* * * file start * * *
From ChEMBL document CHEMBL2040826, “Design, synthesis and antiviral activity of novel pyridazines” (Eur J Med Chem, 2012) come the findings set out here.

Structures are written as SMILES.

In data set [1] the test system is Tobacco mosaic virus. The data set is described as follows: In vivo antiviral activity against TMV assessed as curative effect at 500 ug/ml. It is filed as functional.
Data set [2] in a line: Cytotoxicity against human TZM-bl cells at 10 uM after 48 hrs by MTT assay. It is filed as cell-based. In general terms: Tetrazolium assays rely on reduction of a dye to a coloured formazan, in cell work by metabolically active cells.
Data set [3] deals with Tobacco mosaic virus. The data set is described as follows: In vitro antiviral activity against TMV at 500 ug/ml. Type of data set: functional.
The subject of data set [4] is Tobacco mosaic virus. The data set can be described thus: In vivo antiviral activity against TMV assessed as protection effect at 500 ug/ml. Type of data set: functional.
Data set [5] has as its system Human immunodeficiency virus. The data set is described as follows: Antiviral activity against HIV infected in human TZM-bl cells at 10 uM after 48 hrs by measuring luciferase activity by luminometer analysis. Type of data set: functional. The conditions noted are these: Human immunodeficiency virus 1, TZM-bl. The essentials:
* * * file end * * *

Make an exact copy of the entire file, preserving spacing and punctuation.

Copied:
From ChEMBL document CHEMBL2040826, “Design, synthesis and antiviral activity of novel pyridazines” (Eur J Med Chem, 2012) come the findings set out here.

Structures are written as SMILES.

In data set [1] the test system is Tobacco mosaic virus. The data set is described as follows: In vivo antiviral activity against TMV assessed as curative effect at 500 ug/ml. It is filed as functional.
Data set [2] in a line: Cytotoxicity against human TZM-bl cells at 10 uM after 48 hrs by MTT assay. It is filed as cell-based. In general terms: Tetrazolium assays rely on reduction of a dye to a coloured formazan, in cell work by metabolically active cells.
Data set [3] deals with Tobacco mosaic virus. The data set is described as follows: In vitro antiviral activity against TMV at 500 ug/ml. Type of data set: functional.
The subject of data set [4] is Tobacco mosaic virus. The data set can be described thus: In vivo antiviral activity against TMV assessed as protection effect at 500 ug/ml. Type of data set: functional.
Data set [5] has as its system Human immunodeficiency virus. The data set is described as follows: Antiviral activity against HIV infected in human TZM-bl cells at 10 uM after 48 hrs by measuring luciferase activity by luminometer analysis. Type of data set: functional. The conditions noted are these: Human immunodeficiency virus 1, TZM-bl. The essentials: